You hear it all the time. Early detection is a key component of surviving — and thriving — in the face of a cancer diagnosis.
In fact, the World Health Organization has found that regular screenings for breast, cervical, colon and lung cancers increase survival rates. That’s because such screenings can help catch these cancers early (before any physical symptoms of the illness show), which, in turn, increases the odds that the cancer can be successfully treated.
To determine which screening tests are truly beneficial (as well as who should get them and how often), the U.S. Preventative Services Task Force (USPSTF) conducted a thorough review of cancer mortality rates, as well as the medical and psychological risks involved with false-positive screening results. Based on the findings, this independent panel of medical experts developed guidelines for routine cancer screening.
Here’s the lowdown on four common cancer screening tests the USPSTF recommends.
Colon Cancer. Colon cancer is the second leading cause of cancer death in the U.S. The USPSTF recommends that everyone between the ages of 50 and 75 get screened every five years for colon cancer. The most common screening procedure is the colonoscopy, a procedure that allows the doctor to look for — and remove — precancerous lesions and early tumors in the colon. Fecal tests, where patients give their physicians stool samples to test for signs of cancer, can also be used for screening, but they usually can’t detect colon cancer until the disease has progressed. There has been a noted drop in colon cancer incidence in the past decade, which the American Cancer Society (ACS) says is likely due to increased screenings.
Lung Cancer. The USPSTF recommends annual lung cancer screenings for everyone between the ages of 55 and 80 who is currently a smoker or was a smoker within the last 15 years. A low-dose computed tomography (LDCT) scan, which is similar to an X-ray, provides images of the inside of your lungs, allowing physicians to detect potential tumors. Studies suggest that lung cancer deaths decrease by about 20 percent when patients at high risk for the disease receive LDCT screens.
Breast Cancer. When it comes to breast cancer screenings, the USPSTF recommends that women between the ages of 50 and 70 without a family history of breast cancer get a mammogram every two years. According to the ACS, breast cancer rates have been declining significantly since 1989 in the U.S., thanks, in part, to mammography screening. A mammogram is like an X-ray of the breast. A radiology technician places your breast between two clear plastic plates, flattening the breast. This allows the mammography machine to gather images of the breast’s interior. Women who have a family history of breast cancer, as well as women who test positive for any gene that’s linked to breast cancer (like BRCA), should talk to their healthcare providers about the right mammography schedule for them. Women under 50 should expect to receive a breast exam during their annual gynecological exam, where the gynecologist visually and manually checks for lumps or other irregularities in the breast tissue.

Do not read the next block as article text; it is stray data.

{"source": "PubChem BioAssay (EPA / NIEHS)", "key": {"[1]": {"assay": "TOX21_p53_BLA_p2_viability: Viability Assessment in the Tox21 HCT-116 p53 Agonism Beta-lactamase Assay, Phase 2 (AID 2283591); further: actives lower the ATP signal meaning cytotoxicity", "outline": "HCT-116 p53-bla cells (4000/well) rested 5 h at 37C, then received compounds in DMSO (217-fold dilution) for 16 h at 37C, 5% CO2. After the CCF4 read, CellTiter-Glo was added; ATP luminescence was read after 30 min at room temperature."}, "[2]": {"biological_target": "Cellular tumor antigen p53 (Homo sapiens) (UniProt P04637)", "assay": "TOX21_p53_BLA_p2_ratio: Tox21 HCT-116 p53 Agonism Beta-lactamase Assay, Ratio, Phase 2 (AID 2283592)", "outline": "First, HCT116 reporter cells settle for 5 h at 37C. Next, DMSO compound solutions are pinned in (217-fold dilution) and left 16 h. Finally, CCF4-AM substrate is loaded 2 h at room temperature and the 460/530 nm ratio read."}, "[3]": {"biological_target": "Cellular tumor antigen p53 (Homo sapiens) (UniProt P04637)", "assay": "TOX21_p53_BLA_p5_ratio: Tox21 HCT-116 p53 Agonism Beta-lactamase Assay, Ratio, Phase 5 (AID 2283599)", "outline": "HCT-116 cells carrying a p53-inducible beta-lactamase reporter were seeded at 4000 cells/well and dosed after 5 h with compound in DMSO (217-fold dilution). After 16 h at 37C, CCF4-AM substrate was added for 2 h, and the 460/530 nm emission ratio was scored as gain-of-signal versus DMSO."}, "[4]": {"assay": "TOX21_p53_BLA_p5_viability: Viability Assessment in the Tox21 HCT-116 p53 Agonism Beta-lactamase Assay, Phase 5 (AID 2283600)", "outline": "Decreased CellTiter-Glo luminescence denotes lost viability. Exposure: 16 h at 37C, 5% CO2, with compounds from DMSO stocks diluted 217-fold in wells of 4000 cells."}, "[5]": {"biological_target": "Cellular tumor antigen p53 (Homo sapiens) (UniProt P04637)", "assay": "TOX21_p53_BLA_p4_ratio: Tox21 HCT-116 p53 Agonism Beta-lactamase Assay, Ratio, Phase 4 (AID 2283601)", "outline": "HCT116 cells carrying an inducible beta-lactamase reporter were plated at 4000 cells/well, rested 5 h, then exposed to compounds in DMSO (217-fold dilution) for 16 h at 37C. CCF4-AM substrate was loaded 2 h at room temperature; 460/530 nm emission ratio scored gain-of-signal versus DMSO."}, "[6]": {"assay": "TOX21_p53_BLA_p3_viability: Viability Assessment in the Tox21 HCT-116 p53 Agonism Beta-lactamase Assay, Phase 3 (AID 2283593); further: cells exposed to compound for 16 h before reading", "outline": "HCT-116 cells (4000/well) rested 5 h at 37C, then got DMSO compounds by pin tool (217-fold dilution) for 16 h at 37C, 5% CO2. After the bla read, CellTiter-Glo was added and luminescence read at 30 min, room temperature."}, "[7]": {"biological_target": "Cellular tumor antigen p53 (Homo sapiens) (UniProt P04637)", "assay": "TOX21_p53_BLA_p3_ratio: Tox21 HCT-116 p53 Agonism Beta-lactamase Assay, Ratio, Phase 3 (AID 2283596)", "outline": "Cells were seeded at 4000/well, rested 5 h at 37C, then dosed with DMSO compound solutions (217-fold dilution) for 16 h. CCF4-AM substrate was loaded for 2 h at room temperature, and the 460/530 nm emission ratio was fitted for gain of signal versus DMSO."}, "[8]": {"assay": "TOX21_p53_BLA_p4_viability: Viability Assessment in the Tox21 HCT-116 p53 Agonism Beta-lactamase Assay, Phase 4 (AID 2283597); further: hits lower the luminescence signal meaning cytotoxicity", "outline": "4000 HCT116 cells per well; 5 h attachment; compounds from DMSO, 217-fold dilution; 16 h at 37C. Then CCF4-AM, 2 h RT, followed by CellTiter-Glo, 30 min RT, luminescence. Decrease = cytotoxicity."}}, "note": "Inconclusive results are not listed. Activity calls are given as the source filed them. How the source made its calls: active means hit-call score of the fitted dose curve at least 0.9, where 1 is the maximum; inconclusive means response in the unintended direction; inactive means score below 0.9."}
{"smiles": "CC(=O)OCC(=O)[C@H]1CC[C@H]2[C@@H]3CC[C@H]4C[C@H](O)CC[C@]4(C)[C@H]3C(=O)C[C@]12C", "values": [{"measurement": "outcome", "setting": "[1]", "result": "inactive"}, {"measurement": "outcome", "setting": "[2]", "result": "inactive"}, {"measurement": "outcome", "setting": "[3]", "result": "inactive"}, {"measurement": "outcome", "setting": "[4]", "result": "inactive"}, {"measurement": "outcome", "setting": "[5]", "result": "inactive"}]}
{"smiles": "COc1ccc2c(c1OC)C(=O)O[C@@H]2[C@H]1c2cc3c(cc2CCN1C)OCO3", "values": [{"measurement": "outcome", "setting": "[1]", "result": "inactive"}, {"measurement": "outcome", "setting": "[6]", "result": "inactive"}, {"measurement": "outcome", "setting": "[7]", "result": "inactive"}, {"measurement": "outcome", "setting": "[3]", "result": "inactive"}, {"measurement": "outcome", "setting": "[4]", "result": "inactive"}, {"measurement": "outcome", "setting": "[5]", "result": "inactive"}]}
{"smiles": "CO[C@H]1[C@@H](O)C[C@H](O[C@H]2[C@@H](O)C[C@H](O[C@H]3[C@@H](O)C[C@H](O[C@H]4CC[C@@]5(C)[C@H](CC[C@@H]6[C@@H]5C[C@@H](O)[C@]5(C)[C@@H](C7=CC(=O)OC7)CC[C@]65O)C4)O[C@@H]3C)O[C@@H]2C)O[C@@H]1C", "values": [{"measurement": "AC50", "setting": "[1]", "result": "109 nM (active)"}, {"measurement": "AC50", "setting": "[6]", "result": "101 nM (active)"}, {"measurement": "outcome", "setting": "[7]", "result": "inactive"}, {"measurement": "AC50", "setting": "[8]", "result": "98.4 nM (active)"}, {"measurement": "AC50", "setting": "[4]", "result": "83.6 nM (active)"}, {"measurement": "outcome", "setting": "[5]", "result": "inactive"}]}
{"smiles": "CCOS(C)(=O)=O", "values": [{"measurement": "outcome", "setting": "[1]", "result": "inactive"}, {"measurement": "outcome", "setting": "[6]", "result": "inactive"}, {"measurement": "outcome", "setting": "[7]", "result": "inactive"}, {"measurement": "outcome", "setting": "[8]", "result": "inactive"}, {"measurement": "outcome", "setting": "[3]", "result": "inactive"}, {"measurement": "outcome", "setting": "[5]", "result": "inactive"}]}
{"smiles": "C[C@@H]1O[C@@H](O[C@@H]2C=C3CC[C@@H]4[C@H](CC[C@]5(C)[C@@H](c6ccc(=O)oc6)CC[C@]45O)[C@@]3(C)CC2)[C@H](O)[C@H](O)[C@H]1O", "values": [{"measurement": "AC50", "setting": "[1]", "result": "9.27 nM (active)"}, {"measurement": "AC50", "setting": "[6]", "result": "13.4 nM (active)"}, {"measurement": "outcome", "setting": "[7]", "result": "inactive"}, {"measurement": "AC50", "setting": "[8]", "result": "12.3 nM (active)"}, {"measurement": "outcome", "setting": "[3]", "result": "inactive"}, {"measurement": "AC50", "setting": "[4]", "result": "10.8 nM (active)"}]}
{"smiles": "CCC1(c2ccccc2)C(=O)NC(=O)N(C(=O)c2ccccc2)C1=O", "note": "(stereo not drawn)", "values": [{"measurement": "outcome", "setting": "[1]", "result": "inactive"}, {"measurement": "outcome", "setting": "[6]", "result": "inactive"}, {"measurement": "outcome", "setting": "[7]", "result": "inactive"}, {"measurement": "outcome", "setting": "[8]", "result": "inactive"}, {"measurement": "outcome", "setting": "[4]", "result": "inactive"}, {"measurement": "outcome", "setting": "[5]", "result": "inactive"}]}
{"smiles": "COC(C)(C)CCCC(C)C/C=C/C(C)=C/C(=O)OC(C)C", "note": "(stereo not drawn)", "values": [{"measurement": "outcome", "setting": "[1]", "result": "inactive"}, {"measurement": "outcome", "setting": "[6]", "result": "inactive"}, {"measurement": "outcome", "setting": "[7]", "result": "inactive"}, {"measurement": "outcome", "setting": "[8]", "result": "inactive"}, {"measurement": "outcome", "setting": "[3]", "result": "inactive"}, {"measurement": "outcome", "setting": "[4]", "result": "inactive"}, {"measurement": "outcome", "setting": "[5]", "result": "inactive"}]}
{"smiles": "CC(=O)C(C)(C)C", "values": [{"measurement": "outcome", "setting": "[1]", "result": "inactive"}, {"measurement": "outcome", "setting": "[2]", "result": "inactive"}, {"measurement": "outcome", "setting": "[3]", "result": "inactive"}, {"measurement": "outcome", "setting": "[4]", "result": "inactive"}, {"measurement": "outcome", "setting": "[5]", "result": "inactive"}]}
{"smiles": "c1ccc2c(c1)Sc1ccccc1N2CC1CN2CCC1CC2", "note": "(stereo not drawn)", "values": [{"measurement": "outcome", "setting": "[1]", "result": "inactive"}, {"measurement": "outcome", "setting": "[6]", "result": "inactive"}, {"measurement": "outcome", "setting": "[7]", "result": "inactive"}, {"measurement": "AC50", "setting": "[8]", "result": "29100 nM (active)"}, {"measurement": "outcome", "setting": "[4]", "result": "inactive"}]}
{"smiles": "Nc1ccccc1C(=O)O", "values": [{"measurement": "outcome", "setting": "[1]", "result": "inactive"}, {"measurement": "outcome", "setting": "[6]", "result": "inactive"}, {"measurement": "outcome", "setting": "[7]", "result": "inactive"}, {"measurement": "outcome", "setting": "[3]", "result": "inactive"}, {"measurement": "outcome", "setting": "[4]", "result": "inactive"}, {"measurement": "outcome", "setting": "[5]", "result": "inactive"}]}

Cervical Cancer. The USPSTF recommends that women between the ages of 21 and 65 get a Pap smear every three years. This simple test, which involves having a gynecologist swab your cervix, can detect precancerous and cancerous cells. For women between the ages of 30 and 65, the USPSTF also recommends getting tested once every five years for the human papillomavirus (HPV), a virus that has been linked to the development of some types of cervical cancer. Over the past 30 years, clinicians have seen a drop in cervical cancer mortality rates to the tune of 50 percent, according to the ACS, which credits regular screenings for the drop.
It may surprise you to learn that the USPSTF does not recommend regular screenings for pancreatic, prostate, testicular, ovarian and thyroid cancers. The reason? The tests have a lower accuracy rate, and studies have not shown that screening significantly decreases cancer deaths. In addition, because these cancers have a lower incidence rate, routine screening of the general population would lead to many more false positives than actual positives — which could lead to unnecessary (and often invasive) procedures and treatments.